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Anonymous Coward

This is exactly what I was asking people the other day.

How in ${DEITY}'s name can we be short of water when we live (mostly) next to the sea.

This is the 21st Century. I'm sure that there are some clever people in California that could come up with a solution or two.

Here's a thought though: since the climate is supposedly changing and we're going to be getting longer, hotter summers, that's an awful lot of energy going to waste.

Instead of everyone putting up their arms and waving them around in despair, why don't we try and use it?

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"some clever people ...could come up with a solution or two."

And some even clever and infinitely more powerful politicians well motivated to thwart them.

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Taking the name of the lord in vane

When I jump in it is usually head first and what I generally aim at would be better use of both feet; however:

https://weatherlawyer.wordpress.com/

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>Here's a thought though: since the climate is supposedly changing and we're going to be getting longer, hotter summers, that's an awful lot of energy going to waste.

Perhaps if we had more water, we could plant more, er, plants, which would help offset the CO2, instead of crying "drought!" and letting everything turn into a dustbowl.

But as has been said, why would the companies spend millions when they can just order a shortage for free? Plus, if everyone accepts the shortage, you've got a good excuse to raise prices.

I suspect we just have to wait until things get a bit worse, so that it becomes worthwhile for a politician to stand up and say, "Oi, do it or we'll nationalise your sorry assets." Sadly, even then, they'll do it, the taxpayer will stump up for the costs and then it'll be sold off to some chums. Then we'll be back at the point where there's really no economic advantage to having plenty. Companies want scarcity.

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UK problem

It's not as though the UK as a whole (or even England on its own) could ever run short of water. It's just that most of it falls in the NW and most of the people are in the SE. There's clearly no way THAT problem could ever be solved. </sarcasm>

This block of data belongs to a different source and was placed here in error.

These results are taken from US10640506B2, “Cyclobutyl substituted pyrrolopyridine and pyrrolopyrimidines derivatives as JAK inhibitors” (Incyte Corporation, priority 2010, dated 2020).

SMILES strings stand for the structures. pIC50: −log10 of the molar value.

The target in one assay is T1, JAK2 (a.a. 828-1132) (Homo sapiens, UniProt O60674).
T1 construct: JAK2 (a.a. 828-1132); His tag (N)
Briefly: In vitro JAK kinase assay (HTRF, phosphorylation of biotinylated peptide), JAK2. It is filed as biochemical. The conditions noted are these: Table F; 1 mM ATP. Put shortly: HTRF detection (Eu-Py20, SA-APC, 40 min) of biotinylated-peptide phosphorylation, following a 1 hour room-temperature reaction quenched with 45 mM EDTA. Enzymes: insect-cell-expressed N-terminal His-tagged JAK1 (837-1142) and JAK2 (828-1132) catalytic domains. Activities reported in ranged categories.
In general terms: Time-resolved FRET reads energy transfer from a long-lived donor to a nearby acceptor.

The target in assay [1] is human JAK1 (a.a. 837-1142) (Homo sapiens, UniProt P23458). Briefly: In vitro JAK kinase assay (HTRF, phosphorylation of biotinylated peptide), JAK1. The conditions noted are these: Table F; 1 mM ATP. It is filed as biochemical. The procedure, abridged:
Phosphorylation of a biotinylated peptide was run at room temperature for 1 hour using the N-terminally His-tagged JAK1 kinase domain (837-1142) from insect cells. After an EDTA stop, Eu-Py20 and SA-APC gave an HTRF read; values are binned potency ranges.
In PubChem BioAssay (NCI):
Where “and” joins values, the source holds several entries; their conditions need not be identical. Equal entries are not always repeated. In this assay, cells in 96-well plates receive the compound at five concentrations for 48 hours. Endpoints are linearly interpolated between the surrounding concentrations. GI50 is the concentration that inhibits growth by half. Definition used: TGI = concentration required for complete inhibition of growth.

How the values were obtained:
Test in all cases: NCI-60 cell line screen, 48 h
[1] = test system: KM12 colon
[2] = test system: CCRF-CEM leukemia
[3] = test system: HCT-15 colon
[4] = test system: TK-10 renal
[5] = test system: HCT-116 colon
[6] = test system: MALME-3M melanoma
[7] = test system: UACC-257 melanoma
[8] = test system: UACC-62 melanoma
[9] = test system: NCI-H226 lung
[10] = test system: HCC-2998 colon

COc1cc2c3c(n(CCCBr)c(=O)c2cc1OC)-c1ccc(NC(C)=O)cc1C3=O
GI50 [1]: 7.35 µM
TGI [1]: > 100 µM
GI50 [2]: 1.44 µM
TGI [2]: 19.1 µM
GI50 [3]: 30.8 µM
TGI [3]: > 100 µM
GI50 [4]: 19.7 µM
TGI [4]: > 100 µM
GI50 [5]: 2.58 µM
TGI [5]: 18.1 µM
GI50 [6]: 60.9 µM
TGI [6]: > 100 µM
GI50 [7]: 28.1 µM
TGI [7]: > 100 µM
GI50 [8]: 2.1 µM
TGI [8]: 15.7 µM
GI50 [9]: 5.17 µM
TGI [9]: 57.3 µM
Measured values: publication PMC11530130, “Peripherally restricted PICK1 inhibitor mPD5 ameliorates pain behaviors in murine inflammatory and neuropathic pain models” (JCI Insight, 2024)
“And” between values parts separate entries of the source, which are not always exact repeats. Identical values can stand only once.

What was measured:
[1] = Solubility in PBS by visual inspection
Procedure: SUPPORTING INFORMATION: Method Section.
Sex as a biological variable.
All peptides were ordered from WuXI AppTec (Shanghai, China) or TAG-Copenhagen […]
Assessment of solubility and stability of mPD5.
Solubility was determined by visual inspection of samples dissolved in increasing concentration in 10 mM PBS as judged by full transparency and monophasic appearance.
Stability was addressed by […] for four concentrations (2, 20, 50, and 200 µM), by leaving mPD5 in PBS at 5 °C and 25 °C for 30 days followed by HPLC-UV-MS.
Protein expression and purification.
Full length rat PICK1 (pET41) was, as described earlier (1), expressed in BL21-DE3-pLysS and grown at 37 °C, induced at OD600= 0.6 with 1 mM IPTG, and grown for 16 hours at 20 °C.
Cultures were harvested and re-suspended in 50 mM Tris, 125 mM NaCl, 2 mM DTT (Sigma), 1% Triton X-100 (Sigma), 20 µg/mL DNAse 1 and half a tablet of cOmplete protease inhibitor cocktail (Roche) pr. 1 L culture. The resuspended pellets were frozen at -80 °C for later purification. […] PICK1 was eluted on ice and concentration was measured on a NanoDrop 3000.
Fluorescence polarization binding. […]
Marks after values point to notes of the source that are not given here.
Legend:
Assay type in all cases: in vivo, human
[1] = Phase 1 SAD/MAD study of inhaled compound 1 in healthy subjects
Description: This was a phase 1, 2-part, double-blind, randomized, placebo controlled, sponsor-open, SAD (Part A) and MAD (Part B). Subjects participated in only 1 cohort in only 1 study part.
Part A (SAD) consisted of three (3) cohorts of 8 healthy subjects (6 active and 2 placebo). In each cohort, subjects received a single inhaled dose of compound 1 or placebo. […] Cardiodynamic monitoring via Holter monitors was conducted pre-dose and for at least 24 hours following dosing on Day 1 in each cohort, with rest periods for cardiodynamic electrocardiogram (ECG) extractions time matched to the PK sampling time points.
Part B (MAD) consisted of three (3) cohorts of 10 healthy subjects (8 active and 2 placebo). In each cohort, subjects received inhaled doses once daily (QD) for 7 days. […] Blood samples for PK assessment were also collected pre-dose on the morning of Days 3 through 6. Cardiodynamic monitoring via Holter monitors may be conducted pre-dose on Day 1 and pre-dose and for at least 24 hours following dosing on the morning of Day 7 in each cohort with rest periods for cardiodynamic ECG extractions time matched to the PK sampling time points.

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Re: UK problem

There's a reason Northumbrian water is an "exporter" of drinking water to the sarf.

That would be Keilder reservoir.

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Re: UK problem

Absolutely. There's no way, whatsoever, that some form of convenient, already extremely well researched and implemented technology could help. Nope, definitely, absolutely not something like canals that could be used to transport water from one part of the country to another while also providing a phenomenally cheap, if slower than road truck, way to transport heavy goods (cheap on fuel). It'll never work.

It's not as if there's another country in the world that's putting this kind of thing in place. Oh, except China.

</sarcasm>

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The desalination plants would presumably be idle in the years when it did rain enough, yet you still have to pay the capital costs. It would be interesting to know what the capital costs would really be.

I think it comes down to this choice:

(a) make other people cut down on water use

(b) do nothing and hope it rains next year

(c) spend money

Normal, i.e. short-sighted, voters will probably choose (a) and (b).

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California's aquifers are being drained as we speak. Parts of the central valley have subsided more than 10 meters as the farmers pumped the underlying aquifer dry. Aquifers are the most efficient way of storing water- no evaporation!

Given the above, it would seem best to operate desal plants 24x7x365, rain or shine, and pump the resulting potable water directly into the aquifers until full. I'll suggest a backronym free of charge: the California Aquifer Restoration Project (CARP).

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You don't quite understand Thatcherism do you?

Thatcherism is that you sell all the socialist schemes to bring water to the unwashed to bring money to the washed. Problem solved. Since it is legal they don't even need a laundry. It works best under compression where you change all the vehicle manufacturers into one giant lame duck and offer it to China or was it India?

Someone had to set up monopoly in the poorer countries, they'd never cope just selling our shirts.

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You're too provincial. This political method is well known around the world, and Thatcherism merely refers to the British variant. As for cleaning up, well, George Washington didn't have that surname by accident!

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>Thatcherism is that you sell all the socialist schemes

For all the excesses of Thatcherism, it was inspired by noticing that all the socialist schemes were state owned and had already turned into a giant lame duck. Sometimes a clear-out is the only way to get things back on track.

Sadly the problem isn't really the economic or political model, its the corruption of those in power. Money and power almost always form an unholy alliance.